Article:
Dear Annie: My daughter is getting a divorce and moving into an apartment that allows her to have two cats. The problem is, she has four cats. She asked whether I would take two of them.
I live in another state. It would be difficult to get the cats here, and I don't think I can handle them. The idea of cat hair everywhere, smelly litter boxes, clawed furniture and finding cats in my bed when I'm sleeping is just too stressful. And frankly, I don't want to be tied down. My husband and I are retired and travel a lot.
How do we tell our daughter that we can't take her cats without causing her grief? I only want to make her happy. — Love Cats, But Not Here
Dear Love Cats: We know you want to please your daughter, but this request is unfair to you, as well as to the unwanted cats. You have to say no. Does she have any friends in her town who might take one or both of the cats? Is there a no-kill shelter where she could leave them for adoption or an animal rescue that could help find a foster home? Can she find another place to live where there is no restriction on the number of cats or offer her landlord a larger security deposit to cover the extra cats? Please remind yourself that the cats would not be better off with you, and then inform your daughter of your decision.
Dear Annie: My father recently passed away. In his will, he left some money to my disabled daughter. My husband and I are her legal guardians and plan to put this money in a special needs trust per my father's request.
My sister feels I should share this money with her and her son, even though Dad left my sister a substantial amount of money. While we control how our daughter's money is spent, we don't feel it is ours to give away. But should we give some to my sister to keep the peace? — Inheritance Dilemma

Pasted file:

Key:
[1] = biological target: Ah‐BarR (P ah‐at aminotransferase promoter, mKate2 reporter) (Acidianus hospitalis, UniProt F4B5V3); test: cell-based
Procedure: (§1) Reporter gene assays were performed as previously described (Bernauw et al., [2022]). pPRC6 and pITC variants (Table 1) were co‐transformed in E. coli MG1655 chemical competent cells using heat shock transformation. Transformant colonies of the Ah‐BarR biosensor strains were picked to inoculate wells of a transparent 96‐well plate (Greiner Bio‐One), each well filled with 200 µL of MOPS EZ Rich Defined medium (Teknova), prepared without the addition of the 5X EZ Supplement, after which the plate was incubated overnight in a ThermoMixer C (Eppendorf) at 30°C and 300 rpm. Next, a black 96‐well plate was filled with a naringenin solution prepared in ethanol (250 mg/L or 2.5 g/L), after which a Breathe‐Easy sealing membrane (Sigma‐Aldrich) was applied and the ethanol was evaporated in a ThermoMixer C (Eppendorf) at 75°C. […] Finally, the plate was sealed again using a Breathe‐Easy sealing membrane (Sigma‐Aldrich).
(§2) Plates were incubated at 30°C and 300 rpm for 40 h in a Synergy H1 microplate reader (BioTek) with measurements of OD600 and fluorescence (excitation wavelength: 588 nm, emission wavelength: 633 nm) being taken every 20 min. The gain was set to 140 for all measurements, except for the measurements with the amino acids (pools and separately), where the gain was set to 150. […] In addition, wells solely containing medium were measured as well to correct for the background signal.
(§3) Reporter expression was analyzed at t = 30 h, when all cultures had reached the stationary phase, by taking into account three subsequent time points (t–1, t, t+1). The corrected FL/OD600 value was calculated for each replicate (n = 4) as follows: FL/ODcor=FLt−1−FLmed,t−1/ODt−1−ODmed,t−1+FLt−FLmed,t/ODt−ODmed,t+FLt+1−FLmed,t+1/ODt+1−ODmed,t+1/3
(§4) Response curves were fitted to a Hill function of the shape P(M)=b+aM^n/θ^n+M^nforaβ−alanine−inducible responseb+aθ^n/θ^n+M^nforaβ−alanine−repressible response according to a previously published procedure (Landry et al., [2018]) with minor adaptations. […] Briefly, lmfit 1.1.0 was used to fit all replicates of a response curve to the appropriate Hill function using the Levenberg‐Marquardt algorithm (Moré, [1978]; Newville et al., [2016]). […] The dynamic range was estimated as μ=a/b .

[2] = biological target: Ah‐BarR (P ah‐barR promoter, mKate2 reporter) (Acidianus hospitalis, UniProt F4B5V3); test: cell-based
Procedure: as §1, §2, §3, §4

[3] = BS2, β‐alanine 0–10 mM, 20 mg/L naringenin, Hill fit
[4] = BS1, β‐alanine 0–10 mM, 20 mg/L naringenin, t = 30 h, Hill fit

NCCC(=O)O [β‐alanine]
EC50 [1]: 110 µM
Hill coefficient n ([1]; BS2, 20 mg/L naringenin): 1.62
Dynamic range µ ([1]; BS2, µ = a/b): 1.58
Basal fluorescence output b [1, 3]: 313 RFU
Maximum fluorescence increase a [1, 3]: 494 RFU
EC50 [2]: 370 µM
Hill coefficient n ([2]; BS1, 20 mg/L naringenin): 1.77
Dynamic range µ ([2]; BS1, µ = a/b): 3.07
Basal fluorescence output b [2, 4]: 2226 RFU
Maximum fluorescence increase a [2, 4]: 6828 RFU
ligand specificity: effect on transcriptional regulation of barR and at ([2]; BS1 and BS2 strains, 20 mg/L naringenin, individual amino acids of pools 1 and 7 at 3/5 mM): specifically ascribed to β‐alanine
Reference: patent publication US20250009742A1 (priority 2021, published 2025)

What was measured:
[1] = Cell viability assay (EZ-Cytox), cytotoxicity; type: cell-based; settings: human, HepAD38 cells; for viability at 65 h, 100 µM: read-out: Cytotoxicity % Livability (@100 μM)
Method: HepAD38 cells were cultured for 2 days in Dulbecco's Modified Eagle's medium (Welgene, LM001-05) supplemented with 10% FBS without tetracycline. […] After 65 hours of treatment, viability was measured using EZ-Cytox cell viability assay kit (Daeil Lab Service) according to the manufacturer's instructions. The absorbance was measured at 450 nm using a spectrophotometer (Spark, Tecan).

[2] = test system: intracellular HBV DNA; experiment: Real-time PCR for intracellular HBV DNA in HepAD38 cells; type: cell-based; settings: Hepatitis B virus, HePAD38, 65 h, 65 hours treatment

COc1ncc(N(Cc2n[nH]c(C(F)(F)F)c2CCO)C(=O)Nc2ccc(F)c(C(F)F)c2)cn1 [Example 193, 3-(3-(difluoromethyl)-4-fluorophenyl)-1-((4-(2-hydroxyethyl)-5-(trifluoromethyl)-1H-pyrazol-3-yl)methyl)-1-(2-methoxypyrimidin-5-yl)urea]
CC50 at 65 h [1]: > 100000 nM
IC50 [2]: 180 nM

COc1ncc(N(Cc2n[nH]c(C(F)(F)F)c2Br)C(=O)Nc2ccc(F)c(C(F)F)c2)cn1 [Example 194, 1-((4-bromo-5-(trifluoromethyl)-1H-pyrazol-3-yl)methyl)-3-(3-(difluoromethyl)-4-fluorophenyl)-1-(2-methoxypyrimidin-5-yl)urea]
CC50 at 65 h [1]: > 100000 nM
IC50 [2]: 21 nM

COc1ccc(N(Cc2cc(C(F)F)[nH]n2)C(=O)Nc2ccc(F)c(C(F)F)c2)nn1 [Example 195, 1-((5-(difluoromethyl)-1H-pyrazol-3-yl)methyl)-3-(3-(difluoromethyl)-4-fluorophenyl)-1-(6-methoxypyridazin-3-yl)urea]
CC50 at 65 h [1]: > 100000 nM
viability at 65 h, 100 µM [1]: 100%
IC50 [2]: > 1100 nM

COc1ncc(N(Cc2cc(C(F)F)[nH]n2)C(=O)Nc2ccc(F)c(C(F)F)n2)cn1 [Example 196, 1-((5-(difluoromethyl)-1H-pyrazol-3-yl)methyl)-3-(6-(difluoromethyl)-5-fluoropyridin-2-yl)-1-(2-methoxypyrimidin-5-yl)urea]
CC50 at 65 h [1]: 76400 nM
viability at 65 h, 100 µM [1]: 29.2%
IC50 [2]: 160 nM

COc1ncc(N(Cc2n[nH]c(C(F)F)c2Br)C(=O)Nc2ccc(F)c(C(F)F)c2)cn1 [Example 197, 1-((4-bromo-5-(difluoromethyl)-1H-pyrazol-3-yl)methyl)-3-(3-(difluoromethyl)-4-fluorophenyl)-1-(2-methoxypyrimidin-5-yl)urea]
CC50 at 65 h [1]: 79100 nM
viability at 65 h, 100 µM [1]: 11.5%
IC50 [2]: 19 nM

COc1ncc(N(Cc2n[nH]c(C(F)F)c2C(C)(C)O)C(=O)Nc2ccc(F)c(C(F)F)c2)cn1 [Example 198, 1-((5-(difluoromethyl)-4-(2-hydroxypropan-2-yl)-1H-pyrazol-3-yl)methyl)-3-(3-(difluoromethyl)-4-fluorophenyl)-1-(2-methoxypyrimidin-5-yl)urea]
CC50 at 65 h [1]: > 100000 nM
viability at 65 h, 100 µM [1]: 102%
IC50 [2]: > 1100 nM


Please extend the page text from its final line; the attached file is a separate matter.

Dear Inheritance: If the bequest to your daughter was in your father's will, you probably do not have the legal right to alter the terms. Since your sister has already received a "substantial" sum from Dad's estate, we find it rather greedy that she wants to take money specifically designated for your daughter's long-term care. Have the executor of the will (or a lawyer) explain to Sis that this is not possible. If it comes from a professional, it will help.
Dear Annie: The letter from "In Pain" struck a chord with me. He said his wife refuses intimacy and won't discuss it. He says he helps around the house, makes her coffee, takes her out to dinner, sends her flowers and keeps himself in shape.
Over the past few years, I have heard the same complaints from my husband. Here's what's going on in our house: My husband works a high-stress job, and even the smallest things set him off. I hear about these things all day long through his text messages, phone calls and in conversation after we both are home from work.
What he doesn't realize is that these conversations have an effect on me. After listening to him vent and complain (with anger and swearing), the last thing I want to do at the end of the day is be intimate with him. All I want is a break from the stress that he passes on. I have tried to talk to him about this, but he responds with anger and frustration, and the conversations resolve nothing. I love my husband and have no intention of leaving, but there are limits to what I can tolerate.
"In Pain" should examine whether anything has changed in his behavior. He may be unknowingly pushing his wife away. While spouses should support each other, there are still limits. We shouldn't use our loved ones as emotional dumping grounds. — Need My Sanity
This Classic Annie's Mailbox column was originally published in 2014. To find out more about Classic Annie's Mailbox and read features by other Creators Syndicate writers and cartoonists, visit Creators Syndicate at www.creators.com.